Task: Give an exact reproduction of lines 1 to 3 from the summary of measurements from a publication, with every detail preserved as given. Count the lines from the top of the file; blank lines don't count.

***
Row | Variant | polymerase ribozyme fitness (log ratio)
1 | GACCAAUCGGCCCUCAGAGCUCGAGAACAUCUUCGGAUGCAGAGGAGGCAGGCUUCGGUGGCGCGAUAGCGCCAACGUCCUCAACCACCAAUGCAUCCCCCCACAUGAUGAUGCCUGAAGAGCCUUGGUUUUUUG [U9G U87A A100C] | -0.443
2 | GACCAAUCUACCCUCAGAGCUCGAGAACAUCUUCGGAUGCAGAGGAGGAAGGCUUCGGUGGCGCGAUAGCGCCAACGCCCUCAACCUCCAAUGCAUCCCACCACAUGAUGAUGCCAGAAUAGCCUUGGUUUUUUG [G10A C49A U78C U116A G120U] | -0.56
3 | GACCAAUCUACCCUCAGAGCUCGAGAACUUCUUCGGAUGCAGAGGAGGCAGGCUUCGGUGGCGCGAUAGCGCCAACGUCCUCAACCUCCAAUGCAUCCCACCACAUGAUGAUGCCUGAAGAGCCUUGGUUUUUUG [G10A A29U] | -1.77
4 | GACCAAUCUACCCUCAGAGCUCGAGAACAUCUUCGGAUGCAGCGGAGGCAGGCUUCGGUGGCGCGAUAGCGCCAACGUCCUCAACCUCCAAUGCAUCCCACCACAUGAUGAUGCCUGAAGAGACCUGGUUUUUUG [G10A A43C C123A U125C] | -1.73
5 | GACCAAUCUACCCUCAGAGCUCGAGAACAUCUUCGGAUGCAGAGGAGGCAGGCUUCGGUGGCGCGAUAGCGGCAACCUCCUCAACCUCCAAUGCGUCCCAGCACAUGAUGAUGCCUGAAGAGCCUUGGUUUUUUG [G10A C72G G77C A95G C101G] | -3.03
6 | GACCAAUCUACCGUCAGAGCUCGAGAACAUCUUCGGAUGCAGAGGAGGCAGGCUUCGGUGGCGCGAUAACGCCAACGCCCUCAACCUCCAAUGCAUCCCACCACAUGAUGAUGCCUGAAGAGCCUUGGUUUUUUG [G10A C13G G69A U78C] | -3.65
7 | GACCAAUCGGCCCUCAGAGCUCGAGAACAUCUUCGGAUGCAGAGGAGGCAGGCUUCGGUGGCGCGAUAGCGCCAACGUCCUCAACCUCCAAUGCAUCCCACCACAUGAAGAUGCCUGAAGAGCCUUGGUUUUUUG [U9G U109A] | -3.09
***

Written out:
Row | Variant | polymerase ribozyme fitness (log ratio)
1 | GACCAAUCGGCCCUCAGAGCUCGAGAACAUCUUCGGAUGCAGAGGAGGCAGGCUUCGGUGGCGCGAUAGCGCCAACGUCCUCAACCACCAAUGCAUCCCCCCACAUGAUGAUGCCUGAAGAGCCUUGGUUUUUUG [U9G U87A A100C] | -0.443
2 | GACCAAUCUACCCUCAGAGCUCGAGAACAUCUUCGGAUGCAGAGGAGGAAGGCUUCGGUGGCGCGAUAGCGCCAACGCCCUCAACCUCCAAUGCAUCCCACCACAUGAUGAUGCCAGAAUAGCCUUGGUUUUUUG [G10A C49A U78C U116A G120U] | -0.56